Halloween (1978) [DVD]
Director : John Carpenter
Screenplay : John Carpenter and Debra Hill
MPAA Rating : R
Year of Release : 1978
Stars : Donald Pleasence (Dr. Samuel J. Loomis), Jamie Lee Curtis (Laurie Strode), Nancy Loomis (Annie Brackett), P.J. Soles (Lynda Van Der Klok), Charles Cyphers (Sheriff Leigh Brackett), Kyle Richards (Lindsey Wallace), Brian Andrews (Tommy Doyle), John Michael Graham (Bob Simms), Nick Castle (Michael Myers)
John Carpenter’s Halloween is a stripped down, primal horror movie. Made on a shoestring budget in the late 1970s before “slasher movie” was a worn-out derogatory phrase, Halloween went on to become the most economically successful independent movie at the time (made for about $300,000, it grossed some $70 million in theaters), spawned largely by word-of-mouth and surprisingly good critical notices.
In terms of heartland American horror, Halloween is certainly the best and most influential movie since Alfred Hitchcock’s Psycho (1960), the film most responsible for instigating the crucial shift in the horror genre that moved terror away from farway, exotic locations and into the American home. The boogeyman doesn’t come from Transylvania and he wasn’t created in a mad scientist’s lab; rather, he is a deviant byproduct of the American family. In Halloween, the boogeyman is Michael Myers, who, as a child, stabbed his sister to death with a butcher knife and then spent the next 15 years locked up in mental institution.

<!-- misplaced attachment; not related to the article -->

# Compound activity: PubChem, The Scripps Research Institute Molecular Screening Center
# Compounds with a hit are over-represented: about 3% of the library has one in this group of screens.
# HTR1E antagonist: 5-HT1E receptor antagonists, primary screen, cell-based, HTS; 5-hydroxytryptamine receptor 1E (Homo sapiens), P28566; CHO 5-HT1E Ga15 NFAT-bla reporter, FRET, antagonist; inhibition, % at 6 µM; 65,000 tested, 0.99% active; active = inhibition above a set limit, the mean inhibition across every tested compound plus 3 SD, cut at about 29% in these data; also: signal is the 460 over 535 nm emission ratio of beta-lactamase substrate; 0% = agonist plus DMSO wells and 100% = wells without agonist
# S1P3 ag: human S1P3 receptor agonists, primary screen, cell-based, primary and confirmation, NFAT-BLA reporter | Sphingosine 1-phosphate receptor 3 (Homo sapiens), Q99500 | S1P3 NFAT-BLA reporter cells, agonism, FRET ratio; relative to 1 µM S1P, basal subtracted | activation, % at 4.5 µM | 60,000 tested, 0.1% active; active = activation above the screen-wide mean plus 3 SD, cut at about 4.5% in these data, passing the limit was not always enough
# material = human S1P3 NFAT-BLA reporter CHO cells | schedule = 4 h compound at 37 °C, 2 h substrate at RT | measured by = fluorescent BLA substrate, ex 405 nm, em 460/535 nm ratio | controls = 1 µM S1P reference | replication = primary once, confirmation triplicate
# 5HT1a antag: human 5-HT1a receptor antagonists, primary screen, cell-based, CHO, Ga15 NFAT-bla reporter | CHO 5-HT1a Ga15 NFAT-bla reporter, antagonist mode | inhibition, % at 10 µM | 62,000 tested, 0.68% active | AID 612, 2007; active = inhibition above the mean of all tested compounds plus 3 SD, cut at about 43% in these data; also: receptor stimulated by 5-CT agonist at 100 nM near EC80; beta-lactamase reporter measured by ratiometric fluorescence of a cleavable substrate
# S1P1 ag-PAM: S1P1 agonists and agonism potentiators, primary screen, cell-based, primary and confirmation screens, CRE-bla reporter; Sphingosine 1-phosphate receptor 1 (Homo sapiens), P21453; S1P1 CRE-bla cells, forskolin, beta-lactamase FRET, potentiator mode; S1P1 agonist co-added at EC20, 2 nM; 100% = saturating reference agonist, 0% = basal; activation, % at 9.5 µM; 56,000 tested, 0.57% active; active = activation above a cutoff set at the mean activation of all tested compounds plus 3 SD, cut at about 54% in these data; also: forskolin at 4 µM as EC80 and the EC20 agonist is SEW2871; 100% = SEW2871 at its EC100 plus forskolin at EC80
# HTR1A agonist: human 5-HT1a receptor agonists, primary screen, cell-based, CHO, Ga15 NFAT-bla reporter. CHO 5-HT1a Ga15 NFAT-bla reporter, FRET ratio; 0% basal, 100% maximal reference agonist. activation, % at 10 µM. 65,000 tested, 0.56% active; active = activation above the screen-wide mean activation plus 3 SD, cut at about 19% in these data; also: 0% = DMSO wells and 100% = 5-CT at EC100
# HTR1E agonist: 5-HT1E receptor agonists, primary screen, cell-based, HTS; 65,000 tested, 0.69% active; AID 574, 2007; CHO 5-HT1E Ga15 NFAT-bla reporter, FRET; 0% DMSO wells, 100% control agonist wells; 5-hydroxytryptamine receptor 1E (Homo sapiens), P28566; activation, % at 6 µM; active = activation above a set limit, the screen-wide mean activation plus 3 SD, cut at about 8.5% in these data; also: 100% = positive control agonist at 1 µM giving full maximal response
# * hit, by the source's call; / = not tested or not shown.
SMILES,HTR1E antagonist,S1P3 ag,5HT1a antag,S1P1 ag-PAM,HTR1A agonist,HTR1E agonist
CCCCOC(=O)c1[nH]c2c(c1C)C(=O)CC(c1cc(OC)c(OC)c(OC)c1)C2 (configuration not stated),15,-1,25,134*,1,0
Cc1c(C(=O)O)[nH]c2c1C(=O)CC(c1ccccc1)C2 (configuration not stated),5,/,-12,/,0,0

When he escapes, he returns to his home town because that’s what he knows. His psychiatrist, Dr. Loomis (Donald Pleasence), tries to explain Myers in the only way he can: as pure evil. This is a clever move on the part of screenwriters John Carpenter and Debra Hill, as it frees Michael from the constraints of motivation; when someone is “pure evil,” that is more than enough to explain everything he does. By also tinting Michael with the aura of the supernatural—suggesting that he both is and is not human, which is implicitly suggested in his nickname, “The Shape”—they make him that much more frightening.
The horror in Halloween works largely because of the ordinariness of the setting: the small, midwestern town of Haddonfield, Illinois, both instantly recognizable and instantly forgettable. It is populated by average, normal people who strike us as realistic and sympathetic. The main characters are a trio of teenage girls, Laurie Strode (Jamie Lee Curtis, daughter of Psycho’s Janet Leigh, in her first role), Annie Brackett (Nancy Loomis), and Lynda Van Der Klok (P.J. Soles). Laurie is the virginal brain of the group, always wishing she were more extroverted and uninhibited like her friends. On Halloween night, they spend the evening babysitting at different houses, while Michael Myers stalks in the shadows outside, picking them off one by one for reasons that are only fathomable to him.